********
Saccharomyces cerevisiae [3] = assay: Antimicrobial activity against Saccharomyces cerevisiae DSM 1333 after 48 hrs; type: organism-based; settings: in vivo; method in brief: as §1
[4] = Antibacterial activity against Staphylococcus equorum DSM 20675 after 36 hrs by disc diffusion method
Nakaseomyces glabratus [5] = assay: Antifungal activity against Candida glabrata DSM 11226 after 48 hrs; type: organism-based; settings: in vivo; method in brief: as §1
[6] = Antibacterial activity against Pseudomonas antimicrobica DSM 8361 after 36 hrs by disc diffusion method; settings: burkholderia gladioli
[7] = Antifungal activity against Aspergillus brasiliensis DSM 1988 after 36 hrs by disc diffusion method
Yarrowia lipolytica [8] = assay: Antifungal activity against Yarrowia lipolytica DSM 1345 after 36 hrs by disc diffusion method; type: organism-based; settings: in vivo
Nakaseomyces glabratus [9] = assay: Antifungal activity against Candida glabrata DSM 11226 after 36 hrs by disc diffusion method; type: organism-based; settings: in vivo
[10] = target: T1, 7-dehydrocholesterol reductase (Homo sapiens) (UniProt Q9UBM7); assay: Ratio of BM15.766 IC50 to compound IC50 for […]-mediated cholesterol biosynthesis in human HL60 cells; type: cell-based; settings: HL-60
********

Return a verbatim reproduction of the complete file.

Saccharomyces cerevisiae [3] = assay: Antimicrobial activity against Saccharomyces cerevisiae DSM 1333 after 48 hrs; type: organism-based; settings: in vivo; method in brief: as §1
[4] = Antibacterial activity against Staphylococcus equorum DSM 20675 after 36 hrs by disc diffusion method
Nakaseomyces glabratus [5] = assay: Antifungal activity against Candida glabrata DSM 11226 after 48 hrs; type: organism-based; settings: in vivo; method in brief: as §1
[6] = Antibacterial activity against Pseudomonas antimicrobica DSM 8361 after 36 hrs by disc diffusion method; settings: burkholderia gladioli
[7] = Antifungal activity against Aspergillus brasiliensis DSM 1988 after 36 hrs by disc diffusion method
Yarrowia lipolytica [8] = assay: Antifungal activity against Yarrowia lipolytica DSM 1345 after 36 hrs by disc diffusion method; type: organism-based; settings: in vivo
Nakaseomyces glabratus [9] = assay: Antifungal activity against Candida glabrata DSM 11226 after 36 hrs by disc diffusion method; type: organism-based; settings: in vivo
[10] = target: T1, 7-dehydrocholesterol reductase (Homo sapiens) (UniProt Q9UBM7); assay: Ratio of BM15.766 IC50 to compound IC50 for […]-mediated cholesterol biosynthesis in human HL60 cells; type: cell-based; settings: HL-60